The 39th Ryder Cup will be played today through Sunday at Medinah Country Club's famed Course No. 3, which is a Par-72 course (7,657 yards/6,991 meters). Here is a look at all 18 holes, with comments and description provided by Michael Scully, who joined the Medinah staff as a head professional in 2004 and became Director of Golf in 2010. A native of Mount Prospect, Scully is a graduate of Prospect High School and the University of Illinois, where he played football.
Hole No. 1
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433 yards/387 meters, Par-4
Scully's take: In 2012, the first change the players of the 39th Ryder Cup matches will notice on Course No. 3 will be on the first tee. The addition of a new back tee has lengthened the hole, and hitting a hybrid or 3-wood off the tee will mean a flatter lie in the landing area. The attempt to hit a driver may result in a hanging lie in the fairway. It might be wiser the leave the "big dog" in the bag.
The green has a slight pitch, from back-to-front, with a Rees Jones collection area, back-left that needs to be avoided. The toughest hole placement is back-right, with only 18 feet of green behind the front-right bunker.
It's an easy opening hole, compared to the rest of the course, and can give a player a false sense of security.
192 yards/176 meters, Par-3
Scully's take: Many players say that the difficulty of Course No. 3 begins on the second tee box. This challenging par-3 has a forced carry, with no bailout on the left side. A missed shot left leads to a walk of shame to the drop area.
The traditional winds from the southwest will blow in and across the face of the players and makes this hole a difficult par-3.
Hole No. 3
412 yards/377 meters, Par-4
Scully's take: From the tee, the players will see the Rees Jones bunkers down the right side that should be the target to work the ball right-to-left. They will have to try to stay to the right side to avoid the overhanging Medinah trees.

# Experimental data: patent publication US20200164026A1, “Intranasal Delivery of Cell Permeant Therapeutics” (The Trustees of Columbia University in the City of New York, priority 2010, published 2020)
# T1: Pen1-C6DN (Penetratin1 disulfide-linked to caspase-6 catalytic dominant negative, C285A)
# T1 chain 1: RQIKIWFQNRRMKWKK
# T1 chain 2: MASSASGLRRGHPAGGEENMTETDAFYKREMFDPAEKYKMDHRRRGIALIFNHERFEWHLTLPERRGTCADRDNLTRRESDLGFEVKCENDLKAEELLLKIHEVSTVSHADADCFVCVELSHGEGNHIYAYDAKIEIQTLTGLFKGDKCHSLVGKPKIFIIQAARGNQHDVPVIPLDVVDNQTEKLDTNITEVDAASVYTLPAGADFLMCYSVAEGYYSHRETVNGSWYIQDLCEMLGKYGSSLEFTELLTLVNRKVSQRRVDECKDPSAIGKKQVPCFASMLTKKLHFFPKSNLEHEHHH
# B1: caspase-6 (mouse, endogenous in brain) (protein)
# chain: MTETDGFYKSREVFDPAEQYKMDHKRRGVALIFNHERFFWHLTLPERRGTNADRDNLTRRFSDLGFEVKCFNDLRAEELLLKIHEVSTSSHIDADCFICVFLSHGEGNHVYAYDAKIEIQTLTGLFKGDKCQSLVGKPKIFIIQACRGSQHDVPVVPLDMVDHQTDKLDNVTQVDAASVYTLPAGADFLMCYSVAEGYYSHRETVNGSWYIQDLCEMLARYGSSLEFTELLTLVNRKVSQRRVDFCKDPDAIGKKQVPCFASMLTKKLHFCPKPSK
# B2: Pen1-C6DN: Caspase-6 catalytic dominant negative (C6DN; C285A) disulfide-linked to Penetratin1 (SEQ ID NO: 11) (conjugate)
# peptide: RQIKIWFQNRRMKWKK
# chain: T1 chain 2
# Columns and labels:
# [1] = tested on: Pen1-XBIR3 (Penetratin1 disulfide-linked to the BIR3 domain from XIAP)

Leveling of the fairway took away what used to be a blind second shot, and made this a viable birdie hole. The green slopes from back-to-front and is guarded by bunkers on both sides.
Hole No. 4
463 yards/423 meters, Par-4
Scully's take: Favor the right side of this pitched fairway, as any balls hit down the left side will likely find the rough. Approach shots to the green always play a club longer because of the severe elevation change from fairway-to-green.
The green is slightly sloped from back-to-front, but has a way of disguising one of the fastest putts at Medinah. The key here is to keep the ball below the hole.
Hole No. 5
536 yards/490 meters, Par-5
Scully's take: The shortest par-5 on the course makes this is the perfect risk/reward par-5. The premium location with a driver is right-center, leaving most players with a 3- or 4-iron to an elevated green.
The green isn't easy to hit in two, because it is elevated. However, the hole makes most players want to gamble. We may see hybrid/hybrid combination as the two-shot plan, with a putt at eagle that could swing a match!
Hole No. 6
509 yards/465 meters, Par-4
Scully's take: This is one of Medinah's truly great par-4's. With the addition of a new back tee, the length requires a driver shaping from left-to-right off the three fairway bunkers. Do not make the mistake of missing the fairway to the right, or you are staring bogey right in the face. Left side of the fairway will still leave most a mid- to long-iron into a sloped and well-bunkered green. This is a hole where the tee shot will definitely dictate the score.
Hole No. 7
617 yards/564 meters, Par-5
Scully's take: Another Medinah Classic, the seventh is the longest par-5 on the course, as well as the membership's No. 1 handicap hole.
Rees Jones added another tee box that calls for the ideal tee shot down the left side, which will set up a lay-up shot focused on being 120 yards out. Anything closer brings a left side fairway bunker into play.
Do not miss the green or fall into the steep greenside bunkers. The green is elevated and has a several subtle breaks that make it difficult to read and putt.
Hole No. 8
201 yards/184 meters, Par-3
Scully's take: A couple of major championships ago, this was a blind tee shot. However, the leveling of the fairway has given the players a great view of a heavily guarded green that breaks hard from left to right. The key here is to locate the halfway house, as most putts will break to the building.
Hole No. 9
432 yards/395 meters, Par-4